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Lead poisoning: New bill gets the lead out of California wildlife areas

By Gary Bogue
Tuesday, July 6th, 2010 at 7:33 am in California condors, California quail, Lead bullets.

Condor. Photo by Flickr user IvyMike used under a Creative Commons License
condor1 IvyMike

Just got my July 1, 2010 “Endangered Earth Online,”  my weekly e-newsletter of the Center for Biological Diversity. And as usual, it contains an article (see below) I want to share with you about wildlife and lead poisoning. /Gary

New Bill Gets the Lead Out of California Wildlife Areas
In another victory in the transition to nontoxic ammunition for hunting, the California Assembly has passed a bill banning the use of lead shot in California’s 667,000-acre network of state-owned wildlife-management areas.

Condor. Photo by Flickr user IvyMike used under a Creative Commons License
condor2 IvyMike

Assemblyman Pedro Nava introduced the bill to prevent upland birds from ingesting and becoming poisoned by spent lead shot. Nonlead shot has already been required for more than two decades for hunting in wetlands, and recent studies have shown the devastating effects of lead poisoning on birds in upland areas as well.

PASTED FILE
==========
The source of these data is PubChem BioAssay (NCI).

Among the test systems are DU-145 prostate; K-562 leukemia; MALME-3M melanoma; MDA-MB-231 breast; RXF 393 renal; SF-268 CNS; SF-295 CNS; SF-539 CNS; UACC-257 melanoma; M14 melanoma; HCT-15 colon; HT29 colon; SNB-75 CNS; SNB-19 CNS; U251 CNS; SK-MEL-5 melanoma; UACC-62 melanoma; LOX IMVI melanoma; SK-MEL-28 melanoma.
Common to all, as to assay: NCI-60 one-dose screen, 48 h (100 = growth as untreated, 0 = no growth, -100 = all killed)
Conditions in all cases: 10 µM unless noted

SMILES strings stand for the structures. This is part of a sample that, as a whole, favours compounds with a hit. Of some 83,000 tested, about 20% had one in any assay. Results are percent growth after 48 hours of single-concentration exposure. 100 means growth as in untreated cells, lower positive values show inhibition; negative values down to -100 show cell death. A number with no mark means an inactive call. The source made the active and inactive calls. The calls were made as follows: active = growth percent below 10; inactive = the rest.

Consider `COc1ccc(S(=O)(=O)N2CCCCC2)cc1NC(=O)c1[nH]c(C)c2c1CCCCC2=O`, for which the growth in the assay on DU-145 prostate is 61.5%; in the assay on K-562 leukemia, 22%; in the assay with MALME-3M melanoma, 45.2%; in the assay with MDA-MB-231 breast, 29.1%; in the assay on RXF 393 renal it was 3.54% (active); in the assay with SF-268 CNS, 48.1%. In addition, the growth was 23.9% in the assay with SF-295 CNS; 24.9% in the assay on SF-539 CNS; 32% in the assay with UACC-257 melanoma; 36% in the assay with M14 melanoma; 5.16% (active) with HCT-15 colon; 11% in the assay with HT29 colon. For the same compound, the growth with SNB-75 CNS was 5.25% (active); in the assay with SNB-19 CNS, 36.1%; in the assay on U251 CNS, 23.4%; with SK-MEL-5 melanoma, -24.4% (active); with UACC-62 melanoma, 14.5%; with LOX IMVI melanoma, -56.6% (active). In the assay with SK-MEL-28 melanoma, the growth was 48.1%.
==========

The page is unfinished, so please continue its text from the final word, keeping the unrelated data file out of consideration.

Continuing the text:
“The science is increasingly clear that lead shot poses a real danger to bird populations on these lands,” Nava said in a statement. “With viable alternatives to lead shot — this is just a no-brainer.”

The Center for Biological Diversity has been working to get toxic lead out of the food chain since 2004, when we and allies first petitioned to require nonlead ammunition in habitat for the California condor — a severely endangered species whose recovery has been stymied by widespread lead poisoning from condors ingesting ammunition fragments from scavenged carcasses. California now requires lead-free hunting in the condor range, but the voluntary nonlead bullet programs in Utah and Arizona haven’t prevented condors in those states from continued high rates of lead poisoning.

The Center is now working harder than ever to get the lead out nationwide — for the benefit of all species that may consume toxic lead, including humans.

*** Read more in the Redding Record-Searchlight http://www.biologicaldiversity.org/news/center/articles/2010/record-searchlight-06-04-2010.html

*** and learn about the Center’s Get the Lead Out Campaign http://www.biologicaldiversity.org/campaigns/get_the_lead_out/index.html

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